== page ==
This depiction of Atlas, bearing the weight of the heavens, has become a powerful symbol of strength, resilience, and the burdens one must carry. Over time, Atlas’s burden was often conflated with the task of holding the Earth, leading to the common representation of Atlas carrying the globe on his shoulders.

In a notable myth involving Atlas, the hero Heracles (Hercules in Roman mythology) approaches him as part of his Twelve Labors. Heracles needed to obtain the golden apples from the Garden of the Hesperides, which was guarded by Ladon, a fearsome dragon, and the Hesperides, who were either the daughters of Atlas or in some versions, under his protection. Knowing he could not defeat the dragon and steal the apples on his own, Heracles offered to hold the sky for Atlas while the titan fetched the apples for him.

Atlas agreed, relieved at the prospect of a brief respite from his eternal punishment. However, upon returning with the apples, Atlas proposed to deliver the apples himself, preferring to leave Heracles with the burden of the sky. Heracles seemingly acquiesced but asked Atlas to take the sky back for just a moment so he could adjust his cloak for better support. When Atlas took the sky back, Heracles grabbed the apples and ran, leaving Atlas to his unending task.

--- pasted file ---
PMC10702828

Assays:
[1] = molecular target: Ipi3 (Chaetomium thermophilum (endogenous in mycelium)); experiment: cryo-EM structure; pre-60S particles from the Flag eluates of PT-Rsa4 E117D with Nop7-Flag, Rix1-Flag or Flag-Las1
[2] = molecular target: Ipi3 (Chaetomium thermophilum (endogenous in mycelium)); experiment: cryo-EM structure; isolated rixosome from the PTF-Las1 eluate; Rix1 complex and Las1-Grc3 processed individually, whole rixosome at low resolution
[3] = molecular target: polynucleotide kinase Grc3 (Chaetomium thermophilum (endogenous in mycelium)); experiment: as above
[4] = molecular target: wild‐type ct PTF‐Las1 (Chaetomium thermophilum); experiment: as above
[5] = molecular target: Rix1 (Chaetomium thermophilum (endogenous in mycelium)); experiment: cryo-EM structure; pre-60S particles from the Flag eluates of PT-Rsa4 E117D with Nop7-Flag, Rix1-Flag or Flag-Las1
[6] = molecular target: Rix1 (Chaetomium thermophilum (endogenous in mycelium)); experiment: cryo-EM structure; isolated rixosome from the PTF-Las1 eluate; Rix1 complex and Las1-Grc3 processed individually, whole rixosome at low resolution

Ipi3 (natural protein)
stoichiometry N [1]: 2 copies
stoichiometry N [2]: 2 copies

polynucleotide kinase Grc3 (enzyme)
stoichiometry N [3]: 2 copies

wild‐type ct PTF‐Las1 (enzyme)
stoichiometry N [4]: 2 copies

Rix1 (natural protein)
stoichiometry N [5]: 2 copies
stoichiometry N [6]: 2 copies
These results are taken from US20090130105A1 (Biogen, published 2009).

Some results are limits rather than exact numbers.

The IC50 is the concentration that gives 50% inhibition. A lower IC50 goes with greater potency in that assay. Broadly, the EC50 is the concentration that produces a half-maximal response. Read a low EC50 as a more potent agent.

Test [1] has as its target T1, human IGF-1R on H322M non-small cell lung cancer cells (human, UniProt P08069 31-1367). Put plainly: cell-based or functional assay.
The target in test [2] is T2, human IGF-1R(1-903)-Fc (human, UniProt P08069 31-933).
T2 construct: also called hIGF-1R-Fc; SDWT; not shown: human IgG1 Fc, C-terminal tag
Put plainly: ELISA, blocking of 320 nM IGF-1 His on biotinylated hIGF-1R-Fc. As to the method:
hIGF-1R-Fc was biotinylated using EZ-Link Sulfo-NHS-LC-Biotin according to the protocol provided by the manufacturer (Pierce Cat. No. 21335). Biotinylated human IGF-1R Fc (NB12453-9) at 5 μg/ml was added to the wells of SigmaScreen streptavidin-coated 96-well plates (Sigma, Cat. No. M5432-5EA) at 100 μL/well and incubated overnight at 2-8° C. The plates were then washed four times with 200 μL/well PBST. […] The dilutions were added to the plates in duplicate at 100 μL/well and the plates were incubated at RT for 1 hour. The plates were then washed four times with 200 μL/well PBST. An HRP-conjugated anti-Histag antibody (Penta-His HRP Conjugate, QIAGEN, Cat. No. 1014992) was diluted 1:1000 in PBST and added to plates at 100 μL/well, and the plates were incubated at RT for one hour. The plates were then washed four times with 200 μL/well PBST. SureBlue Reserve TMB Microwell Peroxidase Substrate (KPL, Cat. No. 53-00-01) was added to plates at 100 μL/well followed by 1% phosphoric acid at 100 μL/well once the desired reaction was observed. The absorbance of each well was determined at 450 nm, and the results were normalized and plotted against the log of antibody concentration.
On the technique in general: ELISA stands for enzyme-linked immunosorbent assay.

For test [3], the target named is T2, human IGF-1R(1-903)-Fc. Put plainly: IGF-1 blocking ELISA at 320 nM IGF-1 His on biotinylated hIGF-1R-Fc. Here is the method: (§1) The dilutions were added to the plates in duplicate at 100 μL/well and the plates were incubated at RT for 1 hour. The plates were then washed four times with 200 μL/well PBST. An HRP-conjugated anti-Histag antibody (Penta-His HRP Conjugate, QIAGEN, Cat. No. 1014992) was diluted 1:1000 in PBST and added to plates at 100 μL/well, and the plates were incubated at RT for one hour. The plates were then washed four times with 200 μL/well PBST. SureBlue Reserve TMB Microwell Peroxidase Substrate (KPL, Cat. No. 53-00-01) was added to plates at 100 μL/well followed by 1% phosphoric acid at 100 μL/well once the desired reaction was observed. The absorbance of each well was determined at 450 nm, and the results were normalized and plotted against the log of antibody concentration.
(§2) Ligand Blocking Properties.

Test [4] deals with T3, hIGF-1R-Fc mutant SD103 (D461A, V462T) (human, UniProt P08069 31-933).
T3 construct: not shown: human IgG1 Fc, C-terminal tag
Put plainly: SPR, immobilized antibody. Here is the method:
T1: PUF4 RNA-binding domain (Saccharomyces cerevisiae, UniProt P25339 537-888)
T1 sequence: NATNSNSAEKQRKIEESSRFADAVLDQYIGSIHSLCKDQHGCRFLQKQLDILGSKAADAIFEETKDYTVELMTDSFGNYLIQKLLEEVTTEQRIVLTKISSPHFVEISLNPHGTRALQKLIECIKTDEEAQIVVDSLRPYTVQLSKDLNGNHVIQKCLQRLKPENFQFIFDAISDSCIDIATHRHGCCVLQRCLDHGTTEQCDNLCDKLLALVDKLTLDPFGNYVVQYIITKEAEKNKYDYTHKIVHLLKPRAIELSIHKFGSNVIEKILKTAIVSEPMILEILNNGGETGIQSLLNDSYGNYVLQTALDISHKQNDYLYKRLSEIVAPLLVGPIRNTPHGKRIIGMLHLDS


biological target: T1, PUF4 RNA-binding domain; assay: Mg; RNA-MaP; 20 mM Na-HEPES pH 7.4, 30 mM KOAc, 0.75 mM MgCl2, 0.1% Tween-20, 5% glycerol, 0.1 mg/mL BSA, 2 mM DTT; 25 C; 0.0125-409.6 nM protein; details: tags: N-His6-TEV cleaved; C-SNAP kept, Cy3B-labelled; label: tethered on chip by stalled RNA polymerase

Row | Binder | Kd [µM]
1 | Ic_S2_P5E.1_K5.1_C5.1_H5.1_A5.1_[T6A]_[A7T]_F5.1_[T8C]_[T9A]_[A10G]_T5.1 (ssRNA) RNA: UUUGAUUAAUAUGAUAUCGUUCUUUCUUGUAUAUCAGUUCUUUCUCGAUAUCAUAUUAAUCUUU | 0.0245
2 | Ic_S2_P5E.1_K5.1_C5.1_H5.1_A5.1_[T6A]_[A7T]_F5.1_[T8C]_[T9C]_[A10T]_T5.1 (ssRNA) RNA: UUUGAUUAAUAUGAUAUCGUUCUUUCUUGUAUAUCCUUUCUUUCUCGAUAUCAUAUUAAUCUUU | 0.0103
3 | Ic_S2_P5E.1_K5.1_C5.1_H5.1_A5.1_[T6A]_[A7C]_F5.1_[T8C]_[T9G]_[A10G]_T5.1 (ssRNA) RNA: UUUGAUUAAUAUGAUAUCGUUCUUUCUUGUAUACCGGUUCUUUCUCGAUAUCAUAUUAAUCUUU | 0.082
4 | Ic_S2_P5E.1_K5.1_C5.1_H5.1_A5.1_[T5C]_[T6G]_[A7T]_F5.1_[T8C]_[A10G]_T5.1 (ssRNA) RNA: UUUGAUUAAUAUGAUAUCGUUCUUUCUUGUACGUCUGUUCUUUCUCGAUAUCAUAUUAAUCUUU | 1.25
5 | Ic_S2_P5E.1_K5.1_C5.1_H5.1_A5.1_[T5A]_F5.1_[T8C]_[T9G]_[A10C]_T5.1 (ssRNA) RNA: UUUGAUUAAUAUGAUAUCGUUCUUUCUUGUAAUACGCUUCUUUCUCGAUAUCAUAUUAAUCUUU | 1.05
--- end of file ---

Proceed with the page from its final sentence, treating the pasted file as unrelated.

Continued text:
The story of Atlas touches on themes of punishment, the consequences of rebellion against the gods, and the cleverness of heroes in the face of insurmountable tasks. Atlas’s enduring image as the titan forever holding up the sky has left a lasting legacy in art, literature, and astronomy, where he symbolizes the stoic endurance of an unending burden.


The myth of Zeus and Europa

The myth of the kidnapping of Europa is one of the most captivating tales from Greek mythology, illustrating the blend of divine intervention, romance, and transformation that characterizes many ancient myths. Europa, a Phoenician princess of exceptional beauty, became one of Zeus’s many love interests due to her unparalleled charm and grace.

According to the myth, Zeus, the king of the gods, was struck by Europa’s beauty and decided to seduce her. Knowing that his divine form might intimidate the mortal princess, Zeus transformed himself into a magnificent white bull, blending beauty with gentleness. This bull was unlike any other: its coat shimmered in the sunlight, its eyes sparkled with intelligence, and its demeanor exuded calmness and trust.